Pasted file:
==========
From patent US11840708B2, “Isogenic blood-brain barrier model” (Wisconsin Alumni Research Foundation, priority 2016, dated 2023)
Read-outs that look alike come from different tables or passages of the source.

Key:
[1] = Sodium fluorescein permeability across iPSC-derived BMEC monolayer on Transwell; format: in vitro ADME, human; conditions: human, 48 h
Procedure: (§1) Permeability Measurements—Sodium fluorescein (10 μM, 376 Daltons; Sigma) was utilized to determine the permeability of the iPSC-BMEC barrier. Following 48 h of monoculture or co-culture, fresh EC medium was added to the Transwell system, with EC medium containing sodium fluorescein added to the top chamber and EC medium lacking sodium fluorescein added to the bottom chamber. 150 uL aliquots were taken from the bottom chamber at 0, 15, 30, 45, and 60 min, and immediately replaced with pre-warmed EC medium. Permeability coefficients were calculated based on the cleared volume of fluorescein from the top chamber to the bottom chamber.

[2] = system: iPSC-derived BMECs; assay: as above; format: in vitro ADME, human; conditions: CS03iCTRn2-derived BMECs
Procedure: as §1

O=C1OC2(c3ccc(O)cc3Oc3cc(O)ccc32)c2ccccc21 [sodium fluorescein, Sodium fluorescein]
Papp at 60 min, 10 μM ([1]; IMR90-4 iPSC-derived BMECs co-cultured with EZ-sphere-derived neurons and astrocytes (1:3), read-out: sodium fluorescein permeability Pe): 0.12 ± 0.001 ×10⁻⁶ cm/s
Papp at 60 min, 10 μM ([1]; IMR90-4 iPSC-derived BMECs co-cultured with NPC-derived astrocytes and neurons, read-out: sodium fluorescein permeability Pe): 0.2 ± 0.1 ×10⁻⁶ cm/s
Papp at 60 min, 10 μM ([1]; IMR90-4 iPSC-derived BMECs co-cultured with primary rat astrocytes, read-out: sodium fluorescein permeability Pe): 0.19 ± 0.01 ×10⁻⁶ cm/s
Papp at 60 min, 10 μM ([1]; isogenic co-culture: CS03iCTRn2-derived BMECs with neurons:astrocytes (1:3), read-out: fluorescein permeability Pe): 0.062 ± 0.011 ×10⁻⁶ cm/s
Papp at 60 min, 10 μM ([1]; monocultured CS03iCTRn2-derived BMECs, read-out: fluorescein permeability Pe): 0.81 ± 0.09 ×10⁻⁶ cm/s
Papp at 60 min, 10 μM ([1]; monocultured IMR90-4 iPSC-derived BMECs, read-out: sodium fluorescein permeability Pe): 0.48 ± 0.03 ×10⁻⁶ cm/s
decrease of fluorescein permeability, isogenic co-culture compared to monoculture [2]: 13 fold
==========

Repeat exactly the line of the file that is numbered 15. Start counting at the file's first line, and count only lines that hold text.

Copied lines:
decrease of fluorescein permeability, isogenic co-culture compared to monoculture [2]: 13 fold